Once the doors were all cut out (it took me the better half of an afternoon and into the next one), I was going to cut out and paste symbols for each day.  Then I had this brilliant idea.  Why not match up the symbols of the Jesse Tree to be revealed behind each of the doors on the calendar?  Then all of our "activities" would be intricately connected.  Did I mention that I don't have a printer at home, and because I have the patience of a new puppy when it comes to crafting, I went ahead and free-handed each of the symbols.  A day and half later, the Advent Calendar was complete and I was thrilled that these projects were done.

Here is how our Advent reflections play out each night.  At the beginning of supper, we light the appropriate candles on our wreath.  After we eat, we gather in the living room and one of the children opens the door on the calendar and tells the symbol.  Then Sweet Potato or Honey Bunches reads the scripture passage.  Another child finds the ornament and hangs it on the tree.  We then talk about how the symbols represent the  scriptures.  We conclude with the straw in the creche and prayers.

As I look around at these "traditions" in our home, I am glad that I saw these projects through completion.  Although we are only on day 5 of Advent, my kids have already picked up on the routine.  There are a few altercations when deciding who gets to do what, but once we get passed that part, it flows pretty well.

Was all of this worth it?  Only time will tell if any of it makes a difference in the lives of my children.  My hope is that it does bring them closer to Jesus and cultivates a stronger faith within.  I do these things with the best intentions of my heart.  Hopefully that is one point my children will remember in all of this, and not just memories of "that crazy crafting lady" during holy seasons.

Tuesday, December 4, 2012


During this Advent season, the kids are given daily challenges in school.  Today's challenge was to look at people in the eye when spoken to and to smile at them.

7:20 AM this morning:

Honey Bunches, Gummi, Cucumber and I stop in at the grocery store before school.  As we were checking out, the cashier said, "Good bye kids.  Have a great day."  Not one of my children acknowledged her, which greatly bothered me.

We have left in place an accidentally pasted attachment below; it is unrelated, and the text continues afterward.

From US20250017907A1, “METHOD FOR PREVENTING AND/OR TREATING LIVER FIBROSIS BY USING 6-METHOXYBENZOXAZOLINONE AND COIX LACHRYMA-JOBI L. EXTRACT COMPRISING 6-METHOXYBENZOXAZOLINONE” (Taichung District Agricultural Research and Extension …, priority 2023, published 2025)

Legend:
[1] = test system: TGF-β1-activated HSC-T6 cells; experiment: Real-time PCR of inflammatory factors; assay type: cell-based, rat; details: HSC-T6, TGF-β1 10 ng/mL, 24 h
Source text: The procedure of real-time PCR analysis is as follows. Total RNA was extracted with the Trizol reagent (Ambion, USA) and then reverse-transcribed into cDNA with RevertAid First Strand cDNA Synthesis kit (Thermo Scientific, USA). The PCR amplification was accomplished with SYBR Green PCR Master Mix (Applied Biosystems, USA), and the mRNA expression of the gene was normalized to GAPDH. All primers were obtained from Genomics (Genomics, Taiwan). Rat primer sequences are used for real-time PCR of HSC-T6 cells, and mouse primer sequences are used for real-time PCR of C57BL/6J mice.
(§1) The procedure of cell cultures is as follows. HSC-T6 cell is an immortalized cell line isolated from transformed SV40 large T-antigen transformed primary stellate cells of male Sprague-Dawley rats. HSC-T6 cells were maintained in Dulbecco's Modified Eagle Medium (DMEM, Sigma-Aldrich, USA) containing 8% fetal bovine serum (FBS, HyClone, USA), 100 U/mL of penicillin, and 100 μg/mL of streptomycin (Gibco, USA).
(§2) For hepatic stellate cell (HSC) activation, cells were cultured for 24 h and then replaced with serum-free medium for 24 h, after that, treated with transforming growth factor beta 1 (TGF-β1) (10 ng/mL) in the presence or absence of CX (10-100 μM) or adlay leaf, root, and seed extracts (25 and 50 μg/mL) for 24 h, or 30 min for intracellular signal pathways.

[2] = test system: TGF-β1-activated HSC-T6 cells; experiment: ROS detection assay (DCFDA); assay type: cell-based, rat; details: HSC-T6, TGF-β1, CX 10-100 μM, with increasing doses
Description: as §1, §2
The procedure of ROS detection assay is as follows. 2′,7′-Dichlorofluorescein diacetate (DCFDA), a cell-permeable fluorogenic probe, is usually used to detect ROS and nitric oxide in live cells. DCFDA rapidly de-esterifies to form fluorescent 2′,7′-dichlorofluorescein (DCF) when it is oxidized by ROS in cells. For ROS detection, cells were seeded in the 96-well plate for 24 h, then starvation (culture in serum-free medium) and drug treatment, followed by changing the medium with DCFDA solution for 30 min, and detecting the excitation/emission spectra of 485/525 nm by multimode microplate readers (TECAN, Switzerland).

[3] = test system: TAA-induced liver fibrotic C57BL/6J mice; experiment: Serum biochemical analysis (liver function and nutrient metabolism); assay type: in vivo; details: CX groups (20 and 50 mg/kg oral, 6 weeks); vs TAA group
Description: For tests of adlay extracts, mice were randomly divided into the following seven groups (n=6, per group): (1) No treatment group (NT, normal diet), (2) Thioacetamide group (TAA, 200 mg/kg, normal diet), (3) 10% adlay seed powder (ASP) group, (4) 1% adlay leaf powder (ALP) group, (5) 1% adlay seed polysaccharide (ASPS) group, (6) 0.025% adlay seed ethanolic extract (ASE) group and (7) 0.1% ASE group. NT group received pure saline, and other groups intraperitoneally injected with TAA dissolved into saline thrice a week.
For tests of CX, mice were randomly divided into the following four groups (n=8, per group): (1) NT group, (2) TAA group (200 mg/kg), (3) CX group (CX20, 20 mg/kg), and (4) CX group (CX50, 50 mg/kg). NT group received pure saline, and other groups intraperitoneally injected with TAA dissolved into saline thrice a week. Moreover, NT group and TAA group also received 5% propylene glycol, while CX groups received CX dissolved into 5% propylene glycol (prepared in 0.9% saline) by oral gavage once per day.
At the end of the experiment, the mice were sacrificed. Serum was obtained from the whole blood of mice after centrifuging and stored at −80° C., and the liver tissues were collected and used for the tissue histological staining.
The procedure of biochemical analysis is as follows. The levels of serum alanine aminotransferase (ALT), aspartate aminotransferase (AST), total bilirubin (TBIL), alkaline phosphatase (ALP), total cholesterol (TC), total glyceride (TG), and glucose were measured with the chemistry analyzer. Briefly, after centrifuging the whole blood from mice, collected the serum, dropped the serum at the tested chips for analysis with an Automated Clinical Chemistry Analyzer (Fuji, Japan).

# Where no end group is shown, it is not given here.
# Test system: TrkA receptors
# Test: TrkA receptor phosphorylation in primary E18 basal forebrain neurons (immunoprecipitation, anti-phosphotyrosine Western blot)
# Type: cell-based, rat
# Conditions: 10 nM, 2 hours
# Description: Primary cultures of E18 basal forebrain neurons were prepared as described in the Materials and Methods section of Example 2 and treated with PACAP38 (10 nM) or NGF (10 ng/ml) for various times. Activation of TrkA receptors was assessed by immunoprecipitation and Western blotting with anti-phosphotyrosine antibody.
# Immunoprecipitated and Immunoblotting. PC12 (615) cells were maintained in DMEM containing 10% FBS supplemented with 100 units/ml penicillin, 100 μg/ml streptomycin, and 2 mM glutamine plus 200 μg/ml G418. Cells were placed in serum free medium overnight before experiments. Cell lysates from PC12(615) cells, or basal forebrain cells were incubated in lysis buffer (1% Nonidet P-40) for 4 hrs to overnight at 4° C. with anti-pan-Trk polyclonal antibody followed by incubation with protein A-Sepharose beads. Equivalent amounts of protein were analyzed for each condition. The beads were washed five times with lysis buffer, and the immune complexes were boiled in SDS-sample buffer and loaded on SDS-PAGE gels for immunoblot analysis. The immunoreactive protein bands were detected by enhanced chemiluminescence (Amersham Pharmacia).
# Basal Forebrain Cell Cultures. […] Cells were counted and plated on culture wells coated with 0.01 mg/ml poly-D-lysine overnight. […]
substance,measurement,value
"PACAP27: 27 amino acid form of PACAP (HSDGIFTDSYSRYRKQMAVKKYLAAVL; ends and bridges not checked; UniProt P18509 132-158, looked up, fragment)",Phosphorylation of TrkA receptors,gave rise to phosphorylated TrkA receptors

Me:  Do you realize that not one of you returned a smile to the cashier?  She was being very friendly and all of you ignored her.  I have to say that I am disappointed.

Gummi:  But Mom, that's our challenge in school today.  We don't have to do it yet.

7:40 AM this morning:

Honey Bunches had command of the radio on the way to school.  He chose to listen to Christmas music.  A song from the Trans-Siberian Orchestra began to play.

Honey:  I like what they do to Christmas music.

I, in turn, begin to share a few things I know about the Trans-Siberian Orchestra.  When I had finished, Honey responded, "Did I really need to know all of that?  I was just sayin', I like their music."

At 5:00 PM this evening:

Sweet Potato:  Mom.  I have big troubles with Daylight Savings.  

Me:  What's up?

Sweet Potato:  By the time I get home from school, do my homework, and practice piano, I don't get the chance to play outside because it's too dark.  Daylight Savings does not work for me!

5:30 PM this evening:

Me:  Sweet Pea and Pumpkin - you cannot come out of your room until all of your doll house toys are picked up.

About five minutes later, Pumpkin emerges from her room.

Pumpkin:  My legs are too tired.  I can't clean up anymore.

Me:  Well, it's a good thing you don't need your legs to pick up your doll toys.  Now go back into your room and clean up.

Pumpkin turns around with her head down, shoulders slumped over and drags her feet.  A few moments later, she returns to the kitchen.

Pumpkin:  My hands and arms are too tired.  I don't think I can clean anymore.